March 16, 1850, was the day that Nathaniel Hawthorne’s now-classic novel The Scarlet Letter, a story about adultery and betrayal in colonial America, was published.
Born in Salem, Massachusetts, in 1804, Hawthorne was influenced by the town’s witchcraft past, which he included in a few of his other works: “Young Goodman Brown” (1835) and The House of Seven Gables (1851).
Hawthorne attended Bowdoin College in Brunswick, Maine, and in 1852, his old college friend, President Franklin Pierce, appointed him American consul to England, where Hawthorne’s family lived for three years.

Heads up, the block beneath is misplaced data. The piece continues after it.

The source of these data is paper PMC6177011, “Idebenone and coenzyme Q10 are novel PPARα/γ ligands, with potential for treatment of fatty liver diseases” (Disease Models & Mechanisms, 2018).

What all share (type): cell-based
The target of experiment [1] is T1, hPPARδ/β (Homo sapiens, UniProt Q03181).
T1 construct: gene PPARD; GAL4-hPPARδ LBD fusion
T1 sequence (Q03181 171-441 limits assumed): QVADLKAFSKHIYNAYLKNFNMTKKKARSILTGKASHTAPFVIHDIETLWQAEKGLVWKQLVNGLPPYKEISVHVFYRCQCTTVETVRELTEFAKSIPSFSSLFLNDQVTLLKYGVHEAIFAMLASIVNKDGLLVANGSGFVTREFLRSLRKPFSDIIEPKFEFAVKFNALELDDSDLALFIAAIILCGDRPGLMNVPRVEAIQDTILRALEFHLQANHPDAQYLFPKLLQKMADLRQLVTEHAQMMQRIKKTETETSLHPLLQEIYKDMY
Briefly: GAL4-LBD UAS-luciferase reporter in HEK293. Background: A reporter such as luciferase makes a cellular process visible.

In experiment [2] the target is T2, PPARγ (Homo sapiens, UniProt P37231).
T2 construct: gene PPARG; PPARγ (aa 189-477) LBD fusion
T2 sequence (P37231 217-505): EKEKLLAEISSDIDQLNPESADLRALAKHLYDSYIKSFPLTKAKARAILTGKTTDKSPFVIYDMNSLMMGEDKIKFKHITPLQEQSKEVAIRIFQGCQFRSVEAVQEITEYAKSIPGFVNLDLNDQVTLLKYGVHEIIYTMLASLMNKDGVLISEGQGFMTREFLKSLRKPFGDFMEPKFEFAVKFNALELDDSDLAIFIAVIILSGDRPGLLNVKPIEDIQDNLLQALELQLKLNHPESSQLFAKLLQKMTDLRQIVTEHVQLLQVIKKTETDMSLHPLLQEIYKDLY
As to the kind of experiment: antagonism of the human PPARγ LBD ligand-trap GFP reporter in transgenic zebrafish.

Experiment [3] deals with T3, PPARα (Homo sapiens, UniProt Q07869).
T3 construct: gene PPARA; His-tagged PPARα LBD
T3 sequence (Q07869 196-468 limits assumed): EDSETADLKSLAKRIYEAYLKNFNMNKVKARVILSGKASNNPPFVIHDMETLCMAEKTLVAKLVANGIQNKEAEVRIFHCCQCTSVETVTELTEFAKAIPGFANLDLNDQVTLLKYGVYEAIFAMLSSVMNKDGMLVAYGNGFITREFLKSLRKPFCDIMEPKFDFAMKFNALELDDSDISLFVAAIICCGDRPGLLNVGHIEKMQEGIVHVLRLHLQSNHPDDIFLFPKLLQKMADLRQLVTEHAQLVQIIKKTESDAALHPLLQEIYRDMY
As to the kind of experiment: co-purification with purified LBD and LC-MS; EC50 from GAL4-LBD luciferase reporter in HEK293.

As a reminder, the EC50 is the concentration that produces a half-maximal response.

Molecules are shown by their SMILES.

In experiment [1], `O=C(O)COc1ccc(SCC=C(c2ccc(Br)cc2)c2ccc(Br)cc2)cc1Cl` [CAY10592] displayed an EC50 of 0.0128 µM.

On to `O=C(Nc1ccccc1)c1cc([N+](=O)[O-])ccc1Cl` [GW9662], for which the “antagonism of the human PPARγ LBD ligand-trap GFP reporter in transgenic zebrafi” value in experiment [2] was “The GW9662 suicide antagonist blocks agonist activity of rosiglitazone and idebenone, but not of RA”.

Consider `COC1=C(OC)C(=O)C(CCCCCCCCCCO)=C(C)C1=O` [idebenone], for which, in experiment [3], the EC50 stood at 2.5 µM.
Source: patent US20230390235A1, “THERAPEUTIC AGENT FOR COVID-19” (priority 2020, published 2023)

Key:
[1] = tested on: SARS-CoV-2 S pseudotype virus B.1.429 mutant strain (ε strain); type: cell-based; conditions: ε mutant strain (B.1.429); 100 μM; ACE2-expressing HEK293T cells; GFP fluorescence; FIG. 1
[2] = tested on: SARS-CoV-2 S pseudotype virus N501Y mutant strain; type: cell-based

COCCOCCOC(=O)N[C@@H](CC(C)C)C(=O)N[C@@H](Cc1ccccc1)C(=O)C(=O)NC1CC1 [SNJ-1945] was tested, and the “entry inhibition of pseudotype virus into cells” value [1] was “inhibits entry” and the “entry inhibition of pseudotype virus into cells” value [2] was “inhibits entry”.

Hawthorne died in Plymouth, New Hampshire, in 1864.
Below are the items we have in our catalog pertaining to Hawthorne’s work. If you’d like to list your items in our catalog, please consign them into our care.
Nathaniel Hawthorne in Our Catalog
"Nathaniel Hawthorne was a New Englander, born in Salem, Massachusetts in 1804. He was a descendant of one of New England's earliest settlers, William Hawthorne, and of William's son John, a notorious judge in the Salem witch trials." — From "Biographical Note" (page vii)
"Read The Scarlet Letter and enter a subtle world of beauty, cruelty, justice, and mystery. It is unlike any book you have ever read." — From the Dust Jacket
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"With The Scarlet Letter, Hawthorne became the first American novelist to forge from our Puritan heritage a universal classic, a masterful exploration of humanity's unending struggle with sin, guilt, and pride." — from back cover